3 Big Things Today, November 4, 2022
1. Soybean, Grain Futures Higher in Overnight Trading
Soybeans were higher in overnight trading on concerns about South American weather, while wheat and corn rebounded from losses earlier in the week.
The weather outlook in parts of Brazil, the world's biggest exporter of soybeans, and Argentina is mixed.
About 10% of Brazil's soybeans and first-crop corn are at risk due to lack of moisture in the next two weeks, mostly in far southern Brazil, Commodity Weather Group said in a note to clients.
Drought stress will rebuild in eastern Argentina in the next 10 days, the forecaster said.
Still, rain in the center-west and center-south regions of Brazil is expected to recharge soil moisture after some short-term dryness, CWG said in its report.
Rains are forecast in northern and western Argentina likely will boost crop conditions.
Wheat and corn futures were higher in overnight trading, rebounding from losses this week after Russia said it would resume participation in the Black Sea Grain Initiative and allow ships to continue sailing from Ukrainian ports.
Russia last weekend said it was exiting the agreement but reversed course midweek after talks with Turkish President Recep Tayyip Erdogan and officials from the United Nations. Resumption of the deal caused prices to plunge.
Still, the agreement, which was brokered in late July and began at the beginning of August, is scheduled to end on Nov. 19. It's unclear whether the deal will be extended, though officials from several countries and agencies have said they would like it to continue as it helps curb global hunger.
Russian President Vladimir Putin has said that Moscow "reserves the right" to leave the deal at any time.
Around 9.52 million metric tons of grain and other ag products were shipped from Ukrainian ports from Aug. 1 through Oct. 30, according to data from the United Nations.
Soybean futures for January delivery rose 15½¢ to $14.52 ½ a bushel overnight on the Chicago Board of Trade. Soymeal added $5.40 to $419.70 a short ton, while soybean oil gained 1.03¢ to 76.32¢ a pound.
Wheat futures for December delivery were up 11½¢ to $8.52 a bushel, while Kansas City futures gained 15¢ to $9.56 ¼ a bushel.
Corn for December delivery rose 5½¢ to $6.84 ¾ a bushel.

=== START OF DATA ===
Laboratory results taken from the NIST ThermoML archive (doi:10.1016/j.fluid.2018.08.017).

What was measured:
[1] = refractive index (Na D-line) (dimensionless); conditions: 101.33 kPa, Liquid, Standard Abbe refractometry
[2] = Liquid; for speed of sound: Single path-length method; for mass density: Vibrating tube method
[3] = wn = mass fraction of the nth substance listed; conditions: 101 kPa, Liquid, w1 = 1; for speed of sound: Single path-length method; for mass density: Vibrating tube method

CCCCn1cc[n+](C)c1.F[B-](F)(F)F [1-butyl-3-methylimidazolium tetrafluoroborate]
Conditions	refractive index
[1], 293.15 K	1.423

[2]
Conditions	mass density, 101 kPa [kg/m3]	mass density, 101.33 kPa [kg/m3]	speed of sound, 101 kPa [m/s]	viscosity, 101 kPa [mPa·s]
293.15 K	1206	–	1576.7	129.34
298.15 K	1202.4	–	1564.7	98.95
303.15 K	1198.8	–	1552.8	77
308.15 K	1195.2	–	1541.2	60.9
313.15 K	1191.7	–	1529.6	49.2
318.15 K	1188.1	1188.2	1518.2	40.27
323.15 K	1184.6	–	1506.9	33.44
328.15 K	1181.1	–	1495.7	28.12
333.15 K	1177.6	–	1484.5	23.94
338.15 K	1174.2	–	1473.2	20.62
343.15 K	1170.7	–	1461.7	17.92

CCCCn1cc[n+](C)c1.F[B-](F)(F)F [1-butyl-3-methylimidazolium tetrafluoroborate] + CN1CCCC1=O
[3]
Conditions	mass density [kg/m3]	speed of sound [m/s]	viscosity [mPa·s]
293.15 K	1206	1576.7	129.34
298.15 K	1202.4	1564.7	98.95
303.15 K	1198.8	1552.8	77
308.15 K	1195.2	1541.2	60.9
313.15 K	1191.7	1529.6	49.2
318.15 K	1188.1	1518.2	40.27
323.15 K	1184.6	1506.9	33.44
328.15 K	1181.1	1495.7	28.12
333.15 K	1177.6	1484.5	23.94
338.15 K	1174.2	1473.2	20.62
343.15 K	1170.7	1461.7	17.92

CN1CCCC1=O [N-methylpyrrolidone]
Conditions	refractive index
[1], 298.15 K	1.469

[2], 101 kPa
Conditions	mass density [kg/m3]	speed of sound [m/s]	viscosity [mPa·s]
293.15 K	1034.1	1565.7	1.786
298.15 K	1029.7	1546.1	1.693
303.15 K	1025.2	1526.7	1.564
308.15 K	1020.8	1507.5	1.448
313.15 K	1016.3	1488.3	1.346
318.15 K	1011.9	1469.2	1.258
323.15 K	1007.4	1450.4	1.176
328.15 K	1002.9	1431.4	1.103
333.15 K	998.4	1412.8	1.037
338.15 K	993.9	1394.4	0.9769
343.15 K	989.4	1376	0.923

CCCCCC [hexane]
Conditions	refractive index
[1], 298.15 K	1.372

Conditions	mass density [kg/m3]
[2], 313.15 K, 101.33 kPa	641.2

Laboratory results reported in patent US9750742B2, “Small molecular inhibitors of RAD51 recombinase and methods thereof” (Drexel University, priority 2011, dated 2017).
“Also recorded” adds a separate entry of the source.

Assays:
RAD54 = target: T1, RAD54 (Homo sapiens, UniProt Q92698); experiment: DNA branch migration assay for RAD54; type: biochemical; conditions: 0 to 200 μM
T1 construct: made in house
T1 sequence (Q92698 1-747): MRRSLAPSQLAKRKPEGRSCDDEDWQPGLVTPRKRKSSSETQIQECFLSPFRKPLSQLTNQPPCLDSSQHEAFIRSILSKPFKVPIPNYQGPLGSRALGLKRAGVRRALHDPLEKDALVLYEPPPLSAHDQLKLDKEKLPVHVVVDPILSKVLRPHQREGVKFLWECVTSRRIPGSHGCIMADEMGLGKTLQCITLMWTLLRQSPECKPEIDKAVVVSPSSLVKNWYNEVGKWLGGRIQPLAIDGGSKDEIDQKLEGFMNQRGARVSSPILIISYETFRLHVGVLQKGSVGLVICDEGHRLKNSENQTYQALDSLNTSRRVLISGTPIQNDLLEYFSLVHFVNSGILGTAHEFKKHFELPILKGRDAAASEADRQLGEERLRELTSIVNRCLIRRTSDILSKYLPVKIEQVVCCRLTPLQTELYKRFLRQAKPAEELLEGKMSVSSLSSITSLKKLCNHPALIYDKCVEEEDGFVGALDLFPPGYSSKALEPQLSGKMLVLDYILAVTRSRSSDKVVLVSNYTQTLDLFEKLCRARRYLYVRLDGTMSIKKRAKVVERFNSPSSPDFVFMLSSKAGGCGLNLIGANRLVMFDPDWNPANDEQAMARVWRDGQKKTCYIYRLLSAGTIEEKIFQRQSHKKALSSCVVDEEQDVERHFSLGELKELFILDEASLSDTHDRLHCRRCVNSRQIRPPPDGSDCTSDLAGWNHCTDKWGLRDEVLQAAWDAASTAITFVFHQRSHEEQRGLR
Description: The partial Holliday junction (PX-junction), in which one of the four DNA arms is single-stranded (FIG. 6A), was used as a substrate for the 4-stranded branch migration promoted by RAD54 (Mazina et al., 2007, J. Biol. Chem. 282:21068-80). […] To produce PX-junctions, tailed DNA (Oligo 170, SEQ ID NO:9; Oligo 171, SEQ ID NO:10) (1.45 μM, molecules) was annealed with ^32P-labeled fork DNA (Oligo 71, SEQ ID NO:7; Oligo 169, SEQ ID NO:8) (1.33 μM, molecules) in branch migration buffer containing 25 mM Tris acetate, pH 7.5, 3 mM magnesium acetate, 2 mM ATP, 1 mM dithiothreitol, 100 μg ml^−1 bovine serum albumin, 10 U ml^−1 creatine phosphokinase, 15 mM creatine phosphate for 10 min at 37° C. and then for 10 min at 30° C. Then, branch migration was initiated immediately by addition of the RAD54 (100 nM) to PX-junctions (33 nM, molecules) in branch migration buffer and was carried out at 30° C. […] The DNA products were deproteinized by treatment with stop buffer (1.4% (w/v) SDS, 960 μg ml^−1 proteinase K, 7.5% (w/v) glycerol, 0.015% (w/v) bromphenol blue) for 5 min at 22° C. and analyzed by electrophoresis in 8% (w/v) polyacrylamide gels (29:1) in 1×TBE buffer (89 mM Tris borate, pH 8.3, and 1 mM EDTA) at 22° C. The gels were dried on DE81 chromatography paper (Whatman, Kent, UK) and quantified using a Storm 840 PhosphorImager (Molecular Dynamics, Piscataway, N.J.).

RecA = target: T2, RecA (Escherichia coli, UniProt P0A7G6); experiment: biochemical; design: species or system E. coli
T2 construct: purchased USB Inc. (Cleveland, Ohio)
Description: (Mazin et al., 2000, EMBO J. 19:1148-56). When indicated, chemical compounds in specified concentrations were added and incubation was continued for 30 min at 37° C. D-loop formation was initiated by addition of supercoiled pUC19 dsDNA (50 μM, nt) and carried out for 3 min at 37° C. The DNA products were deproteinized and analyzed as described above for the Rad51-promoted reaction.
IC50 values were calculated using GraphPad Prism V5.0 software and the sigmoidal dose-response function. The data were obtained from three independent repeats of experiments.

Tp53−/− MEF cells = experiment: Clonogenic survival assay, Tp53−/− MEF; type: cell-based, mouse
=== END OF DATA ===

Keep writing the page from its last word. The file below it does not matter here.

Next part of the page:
2. Weekly Corn Sales to Overseas Buyers Jump, USDA Says
Export sales of corn rose week-to-week while wheat and bean sales both declined, according to data from USDA.
Corn sales in the week that ended on Oct. 27 increased to 327,200 metric tons, the agency said. That's up from the 264,000 tons sold a week earlier.
Mexico was the big buyer at 193,000 metric tons, Japan took 132,100 tons, an unnamed country bought 69,600 tons, Canada was in for 23,100 tons, and Costa Rica bought 9,900 tons, the government said. The total would've been higher but China canceled orders for 65,900 metric tons.
Exports for the week were reported at 450,200 metric tons, down from 619,000 tons a week earlier.
Wheat sales, meanwhile, dropped to 348,100 metric tons from 533,200 tons the previous week, USDA said.
South Korea purchased 82,100 metric tons from U.S. supplies, Indonesia bought 63,000 tons, Mexico was in for 60,800 tons, Taiwan took 40,200 tons, and Japan bought 26,500 tons.
Exports totaled 118,100 metric tons, down from 136,800 tons a week earlier, the government said.
Soybean sales last week totaled 830,200 metric tons, well below the 1.03 million metric tons during the previous week, the agency said.
China bought 745,000 metric tons, the Netherlands was in for 151,000 tons, Germany purchased 82,800 tons, and Japan bought 51,700 tons. An unnamed country nixed cargoes of 525,100 metric tons and Bangladesh canceled shipments of 55,000 tons, the government said.
Exports for the week came in at 2.65 million metric tons, just below the 2.75 million tons shipped a week earlier, USDA said in its report.
3. Wind Advisories Issued From Wisconsin to Arkansas, East Into Ohio
Wind advisories have been issued for a wide stretch of land from central Wisconsin south into Arkansas and east into Ohio, according to National Weather Service maps.
In central Illinois, winds overnight and Saturday will be sustained from 20 to 30 mph with gusts up to 55 miles an hour, NWS said in a report early this morning.
Winds in central Indiana and northwestern Ohio also are forecast to range from 20 to 30 mph, though gusts will top out at about 50 mph, the agency said.
In the southern Plains, scattered storms are expected to taper off this morning, giving way to light snow tomorrow afternoon and evening.
"Small accumulations are expected, mainly on elevated or grassy surfaces," NWS said. "The primary travel hazard will be reduced visibility within the heavier snow bands. Most roadways will remain wet."